• Quality: ―As far as I know‖; ―Correct me if I am
wrong‖; ―I think‖; ―I feel‖; ―It’s possible that…‖
Yun-Pi Yuan 61
The Cooperative Principle (3)
• The 4 maxims and the whole principle
allow interpretations (see Yule 145 bottom)
Carol: Are you coming to the party tonight?
Lara: I’ve got an exam tomorrow.
– Lara assumed to be relevant + informative
(quantity): exam tomorrow study tonight no
party tonight (relying on background knowledge)
– Imagine: she replies: ―Linguistics is interesting.‖
• Just a brief introduction to Discourse—many
more elements involved, very complex.
Yun-Pi Yuan 62
– the set of all the words & idioms of any language
– a mental system which contains all the information a
person knows about words
• Q: Do the lexical items (words) of a language have
some sort of overall structure/organization like
phonology, morphology, and syntax have?
• No; not reducible to rules—instead a listing of
meanings—different from other aspects of language;
not predictable from overall rules.
• What’s the exact nature of a unit for definition?
That is, what is a lexical unit (a word)?
Yun-Pi Yuan 63
• Dictionary entry is not exactly what we think of
as a word. It’s really a paradigm: an example
of all the forms of a word, used to represent
the whole set.
child (the word listed; ―head word‖)—
represents child, child’s, children, children’s
take—take, takes, taking, took, taken.
• Some sets include only one member: how, yet,
Yun-Pi Yuan 64
• How is the paradigmatic form chosen?
• e.g. find a new word in the dictionary:
• ritualistic look up what?
• larger look up?
Yun-Pi Yuan 65
• The paradigmatic form is the unmarked form: the
form which does not seem ―special‖ in any way; the
form that seems most ―basic‖, that has nothing added
(phonemes, sounds, morphemes).
e.g. child: child’s, children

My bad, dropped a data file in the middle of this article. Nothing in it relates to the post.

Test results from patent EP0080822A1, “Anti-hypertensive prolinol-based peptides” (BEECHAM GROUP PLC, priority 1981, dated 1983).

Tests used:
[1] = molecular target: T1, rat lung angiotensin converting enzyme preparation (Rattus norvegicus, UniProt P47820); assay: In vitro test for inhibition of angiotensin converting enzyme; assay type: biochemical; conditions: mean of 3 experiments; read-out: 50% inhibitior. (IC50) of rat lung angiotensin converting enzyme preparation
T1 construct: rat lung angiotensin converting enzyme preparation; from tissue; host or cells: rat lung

―How old is she?‖ the normal Q (Which is acquired first?)
Yun-Pi Yuan 66
• Markedness: the theory that in the languages of the
world certain linguistics elements are more BASIC,
NATURAL, and FREQUENT (these elements are
unmarked; less basic, natural, frequent elements are
A. Singular/plural nouns:
car—cars (plural derived from singular in English, so
singular=unmarked; plural = marked)
B. S-V-O sentence: I dislike such people.
O-S-V sentence: Such people I dislike.
Which is marked and which is unmarked?
Yun-Pi Yuan 67
• Marking may be a basic principle for
assigning universal (and possibly innate)
values to certain kinds of features
Yun-Pi Yuan 68
C. Frequency: more frequent = ?
e.g. falling intonation vs. rising intonation
D. Common: more common = ?
(more specific = marked)
e.g. dog vs. bitch
E. Distribution: unrestricted (or less restricted
in degree) =
e.g. How tall is John? vs. How short is John?
(also, which is more natural?)
Yun-Pi Yuan 69
• Markedness theory applies at all levels:
e.g. /p, t, k, s, n/ unmarked consonants
/v, z, Q, ð/ more marked (less common)
B. lexicon: e.g. dog vs. bitch (marked)
C. morphology: e.g. car vs. cars (marked)
D. syntax: e.g. active vs. passive (marked)
Yun-Pi Yuan 70
• Discourse: e.g. politeness
too polite unmarked too informal
(marked) Could you lend (marked)
me a pencil?
Would you be so Without saying
kind just let me anything, just
borrow your grasp the pencil.
pencil for a
Yun-Pi Yuan 71
• Unmarked elements: easier to acquire
• Marked elements: more difficult to acquire
• Some experimental evidence shows that
teaching marked forms can lead to faster
acquisition of both marked and unmarked
forms, but teaching only unmarked forms
won’t help students learn marked forms.
Yun-Pi Yuan 72
• Judging markedness still mostly by intuition
(but, can we trust that?)
• Which is marked?
Yun-Pi Yuan 73
• On markedness: Yule 125 D (i)
• small/big, short/long, wild/tame,
cheap/expensive, near/far, many/few,
early/late, dangerous/safe, good/bad,
fresh/stale, easy/difficult, strong/weak,
thick/thin, wide/narrow, full/empty
Yun-Pi Yuan 74